Check if SELinux runs in enforcing mode

 #> getenforce

Set SELinux in "permissive" mode

 #> setenforce 0

To make this change permanent you have to adjust this setting in /etc/selinux/config and restart the system.

Instead of deactivating SELinux or setting it into permissive mode you can use the following commands to run the CGIs in enforcing/targeted mode:

 #> chcon -R -t httpd_sys_script_exec_t /usr/local/icinga/sbin/
 #> chcon -R -t httpd_sys_content_t /usr/local/icinga/share/
 #> chcon -t httpd_sys_script_rw_t /usr/local/icinga/var/rw/icinga.cmd

Start IDOUtils and Icinga

IDOUtils must be started and running before Icinga is started.

Start IDOUtils:

Fedora/RHEL/CentOS/Ubuntu/openSuSE:

 #> service ido2db start

Debian:

 #> /etc/init.d/ido2db start

Stop IDOUtils:

Fedora/RHEL/CentOSUbuntu/openSuSE:

 #> service ido2db stop

Debian:

 #> /etc/init.d/ido2db stop

Verify the sample Icinga configuration files.

 #> /usr/local/icinga/bin/icinga -v /usr/local/icinga/etc/icinga.cfg 

If there are no errors, start Icinga.

Fedora/RHEL/CentOS/Ubuntu/openSuSE:

 #> service icinga start

Debian:

 #> /etc/init.d/icinga start

Configure Icinga Startup

Add Icinga to the list of system services and have it automatically start when the system boots (make sure you have installed the init script before).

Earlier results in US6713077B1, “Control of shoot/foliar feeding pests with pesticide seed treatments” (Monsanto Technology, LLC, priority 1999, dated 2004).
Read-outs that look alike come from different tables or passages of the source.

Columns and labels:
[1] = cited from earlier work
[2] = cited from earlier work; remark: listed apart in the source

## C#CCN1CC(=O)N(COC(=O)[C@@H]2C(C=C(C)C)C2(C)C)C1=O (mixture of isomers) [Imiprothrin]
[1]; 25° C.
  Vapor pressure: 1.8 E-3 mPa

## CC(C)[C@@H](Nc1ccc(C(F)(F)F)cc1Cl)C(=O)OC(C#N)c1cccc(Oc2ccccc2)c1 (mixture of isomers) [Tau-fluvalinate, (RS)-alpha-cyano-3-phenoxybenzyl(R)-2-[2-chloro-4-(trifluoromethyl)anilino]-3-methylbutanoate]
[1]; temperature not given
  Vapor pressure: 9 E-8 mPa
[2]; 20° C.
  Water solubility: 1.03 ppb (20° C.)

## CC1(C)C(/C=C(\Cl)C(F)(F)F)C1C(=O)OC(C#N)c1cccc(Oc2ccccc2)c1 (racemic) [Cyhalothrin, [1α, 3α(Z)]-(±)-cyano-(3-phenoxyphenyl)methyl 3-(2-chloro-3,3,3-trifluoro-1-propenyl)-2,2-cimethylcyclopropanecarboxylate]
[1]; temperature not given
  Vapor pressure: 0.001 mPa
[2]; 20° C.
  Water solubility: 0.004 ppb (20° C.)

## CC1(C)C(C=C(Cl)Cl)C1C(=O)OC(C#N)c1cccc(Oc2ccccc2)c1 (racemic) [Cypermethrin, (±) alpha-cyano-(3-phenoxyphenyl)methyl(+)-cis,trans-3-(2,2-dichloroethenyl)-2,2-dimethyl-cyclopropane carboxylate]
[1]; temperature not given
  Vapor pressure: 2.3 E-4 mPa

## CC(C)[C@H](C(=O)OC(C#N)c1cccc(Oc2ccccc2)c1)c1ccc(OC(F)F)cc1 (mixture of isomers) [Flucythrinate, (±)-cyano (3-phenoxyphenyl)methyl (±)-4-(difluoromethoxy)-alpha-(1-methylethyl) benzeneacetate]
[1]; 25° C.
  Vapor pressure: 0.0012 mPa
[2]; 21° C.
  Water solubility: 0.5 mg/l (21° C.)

Fedora/RHEL/CentOS/openSuSE:

 #> chkconfig --add icinga chkconfig icinga on

Debian/Ubuntu:

 #> update-rc.d icinga defaults

Login to the Classic Web Interface

You should now be able to access the Icinga classic web interface at the URL below. You'll be prompted for the username ( icingaadmin ) and password you specified earlier.

 http://localhost/icinga/

or

 http://yourdomain.com/icinga/ 

Click on the "Service Detail" navbar link to see details of what's being monitored on your local machine. It will take a few minutes for Icinga to check all the services associated with your machine.

Other Modifications

Make sure your system's firewall rules are configured to allow access to the web server if you want to access the Icinga classic interface remotely.

 #> iptables -A INPUT -p tcp -m tcp --dport 80 -j ACCEPT

Setting up your mail transfer agent (MTA) like exim, sendmail or postfix to allow Icinga sending notification emails won't be explained here. Please refer to the Nagios-Wiki for more resources.

There are several tweaks for the IDOUtils (former NDOUtils of Nagios) available.

You're Done

Congratulations! You successfully installed Icinga with IDOUtils. Your journey into monitoring has just begun. You'll no doubt want to monitor more than just your local machine, so check out the chapter on "Getting Started" about "Monitoring ..."